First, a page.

House Warming (by Patrick Martins)
House Warming Gifts are often meant to be objects that last, objects that convey a sense of permanency. When someone moves into a place there is the idea that they will live there for a long time and that a house warming gift is something that should also be around for awhile. Lamps, a coffee mug, cutlery, a piece of art — I’ve spent a lot of time over the years at antique shops and museum stores scouring shelves in the search of objects that will become a fixture in a new home. But as I got older and after I started a meat business I’ve found that, for me personally, the best gift to give (and to receive) is one that lasts only seconds but that endures as an experience that will be remembered forever.
Conspicuous consumption is defined as the spending of money on and the acquiring of luxury good and services to publicly display economic power — of the income or of the accumulated wealth of the buyer. To the conspicuous consumer, such a public display of discretionary economic power is a means of either attaining or maintaining a given social status. The gastronomic delights that make up all my house warming gifts in recent memory are foods that convey some degree of economic power — the foods are not the cheapest available — but much more importantly they convey a sense of an educated and sophisticated consumer, one who appreciates the renowned tastes and rich stories behind the world’s greatest foods.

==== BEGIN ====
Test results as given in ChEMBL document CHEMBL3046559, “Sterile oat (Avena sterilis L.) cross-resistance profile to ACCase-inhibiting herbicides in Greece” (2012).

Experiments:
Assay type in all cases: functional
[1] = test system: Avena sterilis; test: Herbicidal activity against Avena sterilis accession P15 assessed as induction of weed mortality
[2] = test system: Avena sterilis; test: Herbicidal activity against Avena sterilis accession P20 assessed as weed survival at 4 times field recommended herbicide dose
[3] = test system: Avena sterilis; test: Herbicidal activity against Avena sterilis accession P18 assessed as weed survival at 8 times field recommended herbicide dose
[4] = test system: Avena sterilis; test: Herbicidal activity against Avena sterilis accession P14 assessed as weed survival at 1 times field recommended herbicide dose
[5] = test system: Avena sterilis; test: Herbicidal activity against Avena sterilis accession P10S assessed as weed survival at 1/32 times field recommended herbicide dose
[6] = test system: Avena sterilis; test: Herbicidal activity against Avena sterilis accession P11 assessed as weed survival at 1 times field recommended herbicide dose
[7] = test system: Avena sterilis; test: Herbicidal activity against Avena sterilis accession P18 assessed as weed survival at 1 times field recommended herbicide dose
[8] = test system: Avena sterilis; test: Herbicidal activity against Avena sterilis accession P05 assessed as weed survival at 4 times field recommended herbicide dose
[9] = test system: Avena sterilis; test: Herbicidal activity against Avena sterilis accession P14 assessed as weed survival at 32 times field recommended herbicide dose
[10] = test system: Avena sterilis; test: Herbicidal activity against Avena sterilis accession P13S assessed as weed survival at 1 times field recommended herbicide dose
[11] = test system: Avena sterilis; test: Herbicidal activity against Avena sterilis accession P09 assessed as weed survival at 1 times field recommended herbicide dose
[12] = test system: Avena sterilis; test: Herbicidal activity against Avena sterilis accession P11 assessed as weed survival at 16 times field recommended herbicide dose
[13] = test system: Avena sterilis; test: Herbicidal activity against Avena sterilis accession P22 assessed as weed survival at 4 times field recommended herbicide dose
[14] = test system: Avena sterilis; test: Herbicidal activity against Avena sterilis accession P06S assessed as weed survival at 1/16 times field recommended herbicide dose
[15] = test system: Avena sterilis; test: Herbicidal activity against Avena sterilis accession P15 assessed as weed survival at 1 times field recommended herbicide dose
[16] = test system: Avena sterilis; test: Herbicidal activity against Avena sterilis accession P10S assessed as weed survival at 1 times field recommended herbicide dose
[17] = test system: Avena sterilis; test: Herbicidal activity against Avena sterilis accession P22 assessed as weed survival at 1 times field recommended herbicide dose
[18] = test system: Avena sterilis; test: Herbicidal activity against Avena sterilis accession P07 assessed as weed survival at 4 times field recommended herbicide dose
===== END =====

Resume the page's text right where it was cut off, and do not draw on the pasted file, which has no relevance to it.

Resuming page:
For instance Heritage lamb chops, which are considered by chefs to be the best lamb in the nation, come from two rare breeds, including one traceable back to the times of Jesus. The Dorset Horn is a breed of sheep that spread over Dorset, Somerset, Devon, and most of Wales — in 1750 this is the breed the English with a fine palate would eat for Christmas! John Adams mentioned the Tunis in his diary, and Thomas Jefferson ordered the importation of a herd from Tunisia because he loved them so much. George Washington also bred them — one of his early legacies was the proliferation of his particular Tunis crossbreed on farms and dinner tables along the East Coast. Now that’s a gift!
A delicious food gift is one that delivers an epiphany. In many ways it’s the opposite of conspicuous consumption. A home is a place where great thing should happen and not only a place where nice things are stored. Each edible gift is even more special when you consider that its message and meaning is consumed and literally goes through us — taste memories last forever. When you add in the humane protocols, family farms and preserved farmland to the equation, then a Heritage gift is even more unique!